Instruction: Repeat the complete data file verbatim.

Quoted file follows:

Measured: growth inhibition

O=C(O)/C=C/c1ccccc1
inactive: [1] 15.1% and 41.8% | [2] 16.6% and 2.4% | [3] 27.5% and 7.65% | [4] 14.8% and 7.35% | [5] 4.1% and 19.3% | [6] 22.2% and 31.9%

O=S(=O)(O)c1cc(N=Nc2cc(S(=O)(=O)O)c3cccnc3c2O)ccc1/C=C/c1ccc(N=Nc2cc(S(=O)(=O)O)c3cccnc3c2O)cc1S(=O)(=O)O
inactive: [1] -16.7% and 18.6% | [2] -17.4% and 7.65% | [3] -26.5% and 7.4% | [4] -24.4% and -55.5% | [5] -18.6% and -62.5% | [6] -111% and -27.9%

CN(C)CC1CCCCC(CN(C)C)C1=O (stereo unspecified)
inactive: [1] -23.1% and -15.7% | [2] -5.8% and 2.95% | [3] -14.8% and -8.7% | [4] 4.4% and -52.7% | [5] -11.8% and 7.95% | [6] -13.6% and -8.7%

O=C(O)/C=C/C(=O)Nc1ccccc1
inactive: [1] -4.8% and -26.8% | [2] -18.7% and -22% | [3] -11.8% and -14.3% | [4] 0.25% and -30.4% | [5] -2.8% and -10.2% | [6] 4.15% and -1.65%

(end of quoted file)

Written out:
Measured: growth inhibition

O=C(O)/C=C/c1ccccc1
inactive: [1] 15.1% and 41.8% | [2] 16.6% and 2.4% | [3] 27.5% and 7.65% | [4] 14.8% and 7.35% | [5] 4.1% and 19.3% | [6] 22.2% and 31.9%

O=S(=O)(O)c1cc(N=Nc2cc(S(=O)(=O)O)c3cccnc3c2O)ccc1/C=C/c1ccc(N=Nc2cc(S(=O)(=O)O)c3cccnc3c2O)cc1S(=O)(=O)O
inactive: [1] -16.7% and 18.6% | [2] -17.4% and 7.65% | [3] -26.5% and 7.4% | [4] -24.4% and -55.5% | [5] -18.6% and -62.5% | [6] -111% and -27.9%

CN(C)CC1CCCCC(CN(C)C)C1=O (stereo unspecified)
inactive: [1] -23.1% and -15.7% | [2] -5.8% and 2.95% | [3] -14.8% and -8.7% | [4] 4.4% and -52.7% | [5] -11.8% and 7.95% | [6] -13.6% and -8.7%

O=C(O)/C=C/C(=O)Nc1ccccc1
inactive: [1] -4.8% and -26.8% | [2] -18.7% and -22% | [3] -11.8% and -14.3% | [4] 0.25% and -30.4% | [5] -2.8% and -10.2% | [6] 4.15% and -1.65%